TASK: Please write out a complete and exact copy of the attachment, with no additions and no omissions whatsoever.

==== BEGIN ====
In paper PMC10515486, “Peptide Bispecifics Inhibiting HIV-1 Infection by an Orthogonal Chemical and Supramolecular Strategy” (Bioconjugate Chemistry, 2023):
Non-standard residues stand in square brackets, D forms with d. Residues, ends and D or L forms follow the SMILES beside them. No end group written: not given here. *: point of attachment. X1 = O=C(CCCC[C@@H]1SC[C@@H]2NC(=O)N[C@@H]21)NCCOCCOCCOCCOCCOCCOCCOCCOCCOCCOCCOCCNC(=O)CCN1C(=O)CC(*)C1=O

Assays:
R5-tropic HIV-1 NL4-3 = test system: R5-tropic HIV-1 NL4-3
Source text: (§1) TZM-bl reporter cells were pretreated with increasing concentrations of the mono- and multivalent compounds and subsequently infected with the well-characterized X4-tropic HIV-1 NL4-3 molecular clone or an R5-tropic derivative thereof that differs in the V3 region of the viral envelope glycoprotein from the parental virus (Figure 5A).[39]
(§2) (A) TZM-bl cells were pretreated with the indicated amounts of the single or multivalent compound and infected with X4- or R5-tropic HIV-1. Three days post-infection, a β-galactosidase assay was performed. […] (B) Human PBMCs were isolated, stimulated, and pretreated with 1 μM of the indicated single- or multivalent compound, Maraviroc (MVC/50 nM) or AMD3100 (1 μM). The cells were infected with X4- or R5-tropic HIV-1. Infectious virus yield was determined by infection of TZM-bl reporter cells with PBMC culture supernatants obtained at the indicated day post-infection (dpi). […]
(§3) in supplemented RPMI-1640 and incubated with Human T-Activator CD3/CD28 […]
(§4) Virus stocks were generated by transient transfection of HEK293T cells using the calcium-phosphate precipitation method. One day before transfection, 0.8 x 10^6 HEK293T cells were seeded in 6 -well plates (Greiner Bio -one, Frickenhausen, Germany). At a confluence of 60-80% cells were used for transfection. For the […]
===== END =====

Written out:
In paper PMC10515486, “Peptide Bispecifics Inhibiting HIV-1 Infection by an Orthogonal Chemical and Supramolecular Strategy” (Bioconjugate Chemistry, 2023):
Non-standard residues stand in square brackets, D forms with d. Residues, ends and D or L forms follow the SMILES beside them. No end group written: not given here. *: point of attachment. X1 = O=C(CCCC[C@@H]1SC[C@@H]2NC(=O)N[C@@H]21)NCCOCCOCCOCCOCCOCCOCCOCCOCCOCCOCCOCCNC(=O)CCN1C(=O)CC(*)C1=O

Assays:
R5-tropic HIV-1 NL4-3 = test system: R5-tropic HIV-1 NL4-3
Source text: (§1) TZM-bl reporter cells were pretreated with increasing concentrations of the mono- and multivalent compounds and subsequently infected with the well-characterized X4-tropic HIV-1 NL4-3 molecular clone or an R5-tropic derivative thereof that differs in the V3 region of the viral envelope glycoprotein from the parental virus (Figure 5A).[39]
(§2) (A) TZM-bl cells were pretreated with the indicated amounts of the single or multivalent compound and infected with X4- or R5-tropic HIV-1. Three days post-infection, a β-galactosidase assay was performed. […] (B) Human PBMCs were isolated, stimulated, and pretreated with 1 μM of the indicated single- or multivalent compound, Maraviroc (MVC/50 nM) or AMD3100 (1 μM). The cells were infected with X4- or R5-tropic HIV-1. Infectious virus yield was determined by infection of TZM-bl reporter cells with PBMC culture supernatants obtained at the indicated day post-infection (dpi). […]
(§3) in supplemented RPMI-1640 and incubated with Human T-Activator CD3/CD28 […]
(§4) Virus stocks were generated by transient transfection of HEK293T cells using the calcium-phosphate precipitation method. One day before transfection, 0.8 x 10^6 HEK293T cells were seeded in 6 -well plates (Greiner Bio -one, Frickenhausen, Germany). At a confluence of 60-80% cells were used for transfection. For the […]